ON THE ARMENIAN GENOCIDE -- (Extensions of Remarks - April 27, 2006)
* Mr. SMITH of New Jersey. Mr. Speaker, I rise to join my voice with those of my colleagues who once again are commemorating the Armenian Genocide. On this somber day, we take time to recall the horrors of long ago, as Armenians are doing all over the world. Beginning in 1914, over 1.5 million people were systematically killed in what historians call the first genocide of the twentieth century, and over half a million Armenians had to leave their homeland.
* Knowledge about the Armenian Genocide is spreading. Just recently, PBS broadcast an extremely detailed and heart-rending examination of the subject. Even in Turkey, where the government refuses to acknowledge what happened or consider accepting any responsibility for it, a growing number of historians and prominent individuals have openly defied Ankara to speak truth to power. They include Orhan Pamuk, the country's leading writer. Turkish officials sought to bring criminal charges against him for ``defaming Turkishness'' but in the end, thankfully, thought better of it.
* Unfortunately, President Bush, in his annual message about the Genocide, did not use the word. Once again, terms like ``mass killings'' and ``forced exile'' mask the depth of the horror that took place, carefully avoiding the plain truth. In fact, as has been described in numerous newspaper articles, Ambassador John Evans, who was posted in Yerevan, is being recalled for having the courage to say publicly that what happened to the Armenians of the Ottoman Empire was Genocide. It saddens me that the U.S. Government would go to such lengths to deny the undeniable. I would like to commend Ambassador Evans for his bravery--as a career Foreign Service Officer, he must have known what the consequences might be.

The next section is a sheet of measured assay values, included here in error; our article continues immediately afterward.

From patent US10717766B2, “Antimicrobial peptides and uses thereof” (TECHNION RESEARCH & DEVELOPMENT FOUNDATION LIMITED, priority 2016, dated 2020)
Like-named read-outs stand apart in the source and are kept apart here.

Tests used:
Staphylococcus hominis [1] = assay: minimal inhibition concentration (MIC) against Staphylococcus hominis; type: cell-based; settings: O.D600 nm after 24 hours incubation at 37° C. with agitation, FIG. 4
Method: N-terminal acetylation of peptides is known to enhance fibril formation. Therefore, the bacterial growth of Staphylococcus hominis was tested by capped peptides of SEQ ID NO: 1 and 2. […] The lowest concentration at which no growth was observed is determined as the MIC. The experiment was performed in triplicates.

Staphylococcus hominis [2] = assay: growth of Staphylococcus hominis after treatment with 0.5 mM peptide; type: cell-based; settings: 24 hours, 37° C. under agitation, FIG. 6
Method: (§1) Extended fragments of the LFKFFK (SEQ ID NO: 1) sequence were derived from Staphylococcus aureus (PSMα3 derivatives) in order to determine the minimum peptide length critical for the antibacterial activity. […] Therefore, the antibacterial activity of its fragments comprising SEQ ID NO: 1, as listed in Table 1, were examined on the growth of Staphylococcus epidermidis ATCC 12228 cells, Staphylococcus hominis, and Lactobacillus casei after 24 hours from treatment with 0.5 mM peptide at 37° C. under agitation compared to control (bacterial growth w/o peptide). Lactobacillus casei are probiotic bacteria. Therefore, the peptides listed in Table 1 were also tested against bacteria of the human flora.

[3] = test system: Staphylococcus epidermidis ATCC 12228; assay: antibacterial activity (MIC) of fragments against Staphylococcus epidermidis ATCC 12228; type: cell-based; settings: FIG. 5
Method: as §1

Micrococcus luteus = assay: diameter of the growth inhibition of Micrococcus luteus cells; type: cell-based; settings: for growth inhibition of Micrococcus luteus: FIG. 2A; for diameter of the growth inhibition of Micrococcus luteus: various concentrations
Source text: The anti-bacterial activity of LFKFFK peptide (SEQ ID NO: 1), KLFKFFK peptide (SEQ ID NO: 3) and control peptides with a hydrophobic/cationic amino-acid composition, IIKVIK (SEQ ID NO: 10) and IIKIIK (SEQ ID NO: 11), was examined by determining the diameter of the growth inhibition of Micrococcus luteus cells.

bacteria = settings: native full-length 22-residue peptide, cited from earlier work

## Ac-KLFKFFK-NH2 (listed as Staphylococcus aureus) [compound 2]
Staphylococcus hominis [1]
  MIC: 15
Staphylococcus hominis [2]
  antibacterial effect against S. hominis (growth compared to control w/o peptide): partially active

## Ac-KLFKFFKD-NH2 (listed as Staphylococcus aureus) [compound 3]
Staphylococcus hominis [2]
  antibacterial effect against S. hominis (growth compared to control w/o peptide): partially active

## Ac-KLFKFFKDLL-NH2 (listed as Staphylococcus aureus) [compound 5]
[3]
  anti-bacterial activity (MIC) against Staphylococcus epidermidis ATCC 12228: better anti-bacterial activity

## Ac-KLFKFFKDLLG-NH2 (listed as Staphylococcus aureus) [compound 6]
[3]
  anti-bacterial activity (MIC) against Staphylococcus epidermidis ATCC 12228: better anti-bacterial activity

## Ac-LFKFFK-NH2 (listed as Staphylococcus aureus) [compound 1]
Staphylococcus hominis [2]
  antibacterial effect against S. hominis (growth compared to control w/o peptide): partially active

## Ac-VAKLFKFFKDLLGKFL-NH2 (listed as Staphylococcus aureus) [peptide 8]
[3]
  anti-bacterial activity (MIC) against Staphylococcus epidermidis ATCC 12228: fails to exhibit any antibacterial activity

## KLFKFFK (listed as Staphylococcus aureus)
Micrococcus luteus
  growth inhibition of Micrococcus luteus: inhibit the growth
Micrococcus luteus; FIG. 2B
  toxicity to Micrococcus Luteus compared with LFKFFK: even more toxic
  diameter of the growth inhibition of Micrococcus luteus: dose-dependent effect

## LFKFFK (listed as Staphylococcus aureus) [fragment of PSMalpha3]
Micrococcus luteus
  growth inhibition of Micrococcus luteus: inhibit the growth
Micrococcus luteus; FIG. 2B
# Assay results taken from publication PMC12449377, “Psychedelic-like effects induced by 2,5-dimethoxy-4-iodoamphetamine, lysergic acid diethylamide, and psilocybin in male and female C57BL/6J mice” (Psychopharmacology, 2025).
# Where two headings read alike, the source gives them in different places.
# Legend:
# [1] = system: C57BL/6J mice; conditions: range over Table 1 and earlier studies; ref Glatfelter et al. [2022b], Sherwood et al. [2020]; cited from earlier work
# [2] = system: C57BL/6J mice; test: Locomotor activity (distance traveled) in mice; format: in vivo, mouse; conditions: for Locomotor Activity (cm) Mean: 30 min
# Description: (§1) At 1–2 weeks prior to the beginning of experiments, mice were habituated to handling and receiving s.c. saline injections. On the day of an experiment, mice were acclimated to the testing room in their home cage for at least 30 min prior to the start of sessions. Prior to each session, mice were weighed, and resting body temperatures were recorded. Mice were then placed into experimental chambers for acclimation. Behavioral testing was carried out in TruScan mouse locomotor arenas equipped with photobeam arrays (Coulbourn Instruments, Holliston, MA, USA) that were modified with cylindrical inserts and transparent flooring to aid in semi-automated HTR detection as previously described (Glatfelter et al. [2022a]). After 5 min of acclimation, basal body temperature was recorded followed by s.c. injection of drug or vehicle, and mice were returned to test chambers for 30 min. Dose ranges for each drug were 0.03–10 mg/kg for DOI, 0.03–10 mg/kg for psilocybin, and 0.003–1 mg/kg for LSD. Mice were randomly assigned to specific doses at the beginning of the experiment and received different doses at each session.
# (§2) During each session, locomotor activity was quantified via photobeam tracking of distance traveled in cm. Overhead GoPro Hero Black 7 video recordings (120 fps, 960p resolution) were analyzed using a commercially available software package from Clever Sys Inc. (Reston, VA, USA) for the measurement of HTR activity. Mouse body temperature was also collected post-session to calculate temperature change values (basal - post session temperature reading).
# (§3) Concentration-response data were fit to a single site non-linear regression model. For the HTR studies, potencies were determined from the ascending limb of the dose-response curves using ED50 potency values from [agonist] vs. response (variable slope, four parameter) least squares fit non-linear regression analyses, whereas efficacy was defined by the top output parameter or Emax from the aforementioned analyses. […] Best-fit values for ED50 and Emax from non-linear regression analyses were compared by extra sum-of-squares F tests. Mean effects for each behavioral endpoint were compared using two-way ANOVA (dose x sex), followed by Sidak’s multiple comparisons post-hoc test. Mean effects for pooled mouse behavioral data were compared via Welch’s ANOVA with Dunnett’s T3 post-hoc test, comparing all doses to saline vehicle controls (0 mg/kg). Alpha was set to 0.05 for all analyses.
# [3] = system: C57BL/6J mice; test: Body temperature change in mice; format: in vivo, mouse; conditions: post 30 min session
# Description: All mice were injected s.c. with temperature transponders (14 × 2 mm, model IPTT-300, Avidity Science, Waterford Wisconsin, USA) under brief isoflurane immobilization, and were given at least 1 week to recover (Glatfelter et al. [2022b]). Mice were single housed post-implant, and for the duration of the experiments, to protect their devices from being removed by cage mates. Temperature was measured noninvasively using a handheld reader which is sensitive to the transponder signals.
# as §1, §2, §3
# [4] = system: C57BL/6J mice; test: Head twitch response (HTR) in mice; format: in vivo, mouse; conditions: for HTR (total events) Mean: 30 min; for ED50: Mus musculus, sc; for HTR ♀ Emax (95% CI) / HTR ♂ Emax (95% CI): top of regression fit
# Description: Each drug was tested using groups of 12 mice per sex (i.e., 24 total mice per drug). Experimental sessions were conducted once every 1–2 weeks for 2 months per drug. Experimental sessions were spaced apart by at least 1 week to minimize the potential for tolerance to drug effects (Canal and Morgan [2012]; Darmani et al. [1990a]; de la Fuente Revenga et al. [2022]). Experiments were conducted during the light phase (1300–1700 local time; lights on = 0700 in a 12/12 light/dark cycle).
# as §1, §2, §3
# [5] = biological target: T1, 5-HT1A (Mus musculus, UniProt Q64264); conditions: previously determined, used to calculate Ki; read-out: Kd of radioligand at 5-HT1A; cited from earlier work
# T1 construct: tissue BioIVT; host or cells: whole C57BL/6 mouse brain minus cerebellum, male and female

* I express solidarity with my colleagues in this Congress who called upon President Bush to call the Genocide a Genocide. I hope this is the last year when the United States Government will shrink from using the word in its description of what the Armenians of the Ottoman Empire endured.
* Finally, in my annual statements on the Armenian Genocide, I often refer to the Nagorno-Karabakh conflict and comment on the status of the talks underway to resolve it. In the last year, official sources in Yerevan and Baku, as well as Washington, have occasionally indicated that a deal was close. Hopes were high for the meeting last month between Presidents Kocharian and Aliev in Rambouillet, France. Unfortunately, we did not see the desired outcome.
* I hope that the negotiations will soon succeed in resolving this painful conflict. An Armenia at peace with Azerbaijan would not dampen the painful memories of events in the early twentieth century, but it would offer reassurance over the prospects of Armenia in the twenty-first.